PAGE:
LISLE, ILL. — A new study conducted through Virginia Polytechnic Institute will examine the effects water softeners might have on septic tanks, the Water Quality Association announced. The investigation is being funded by the Water Quality Research Foundation, which also announced it is seeking funding for the project and other projects. WQA said it expects the study to be completed in summer 2012.

Dr. John Novak of Virginia Tech is heading up the research. Novak has earned awards and recognition for more than 30 years for his studies on wastewater treatment and other projects.

The goals are to find out whether various water softener operation patterns might have a negative effect on septic tank performance, and if so, to develop operating guidelines to minimize any problems.

Studies have shown that in activated sludge systems, an imbalance of the cation ratio in wastewater can lead to poor flocculation. The imbalance is typically caused by excessive sodium and can lead to poor settling, which might ultimately clog outlet filters. Water softeners operated primarily for removal of calcium and magnesium produce a discharge that has a cation ratio that has been alleged to impact septic tank performance.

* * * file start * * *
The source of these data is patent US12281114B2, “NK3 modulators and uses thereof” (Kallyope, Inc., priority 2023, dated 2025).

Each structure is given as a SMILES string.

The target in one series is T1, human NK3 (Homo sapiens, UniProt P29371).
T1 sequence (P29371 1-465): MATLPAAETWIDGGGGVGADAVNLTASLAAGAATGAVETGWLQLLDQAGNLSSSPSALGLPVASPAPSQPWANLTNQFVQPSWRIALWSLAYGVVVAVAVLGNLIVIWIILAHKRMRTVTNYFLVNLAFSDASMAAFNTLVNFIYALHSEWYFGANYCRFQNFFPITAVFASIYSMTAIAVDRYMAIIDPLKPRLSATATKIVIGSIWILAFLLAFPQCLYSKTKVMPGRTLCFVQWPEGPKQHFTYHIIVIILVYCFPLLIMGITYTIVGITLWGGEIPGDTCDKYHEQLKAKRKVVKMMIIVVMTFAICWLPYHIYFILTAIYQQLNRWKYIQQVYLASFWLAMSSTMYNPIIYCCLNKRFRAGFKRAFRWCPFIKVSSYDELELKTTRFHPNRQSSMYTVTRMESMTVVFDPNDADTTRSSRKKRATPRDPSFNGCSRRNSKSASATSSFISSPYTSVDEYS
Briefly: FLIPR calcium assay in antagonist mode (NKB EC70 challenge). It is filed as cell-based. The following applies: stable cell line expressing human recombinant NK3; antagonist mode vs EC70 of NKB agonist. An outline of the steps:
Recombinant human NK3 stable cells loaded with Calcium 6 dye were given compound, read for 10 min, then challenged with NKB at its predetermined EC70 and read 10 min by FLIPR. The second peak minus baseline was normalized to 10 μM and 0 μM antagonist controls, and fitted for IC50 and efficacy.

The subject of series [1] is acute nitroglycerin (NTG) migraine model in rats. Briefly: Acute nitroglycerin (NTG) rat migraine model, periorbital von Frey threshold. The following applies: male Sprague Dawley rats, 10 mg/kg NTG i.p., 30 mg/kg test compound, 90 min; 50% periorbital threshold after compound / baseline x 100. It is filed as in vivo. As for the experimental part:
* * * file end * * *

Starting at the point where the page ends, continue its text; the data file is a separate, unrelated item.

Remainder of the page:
The septic study is expected to cost $95,000. WQRF, a not-for-profit foundation, is seeking donors for this project and other initiatives. Additional information on donations is available at WQRF@wqa.org or by calling WQA at 630/505-0160.

WQA is a not-for-profit association that provides public information about water treatment issues and also trains and certifies professionals to better serve consumers. WQA has more than 2,500 members internationally. WQA provides Gold Seal certification for products that remove a variety of contaminants. These products are tested according to independently developed standards of the American National Standards Institute.

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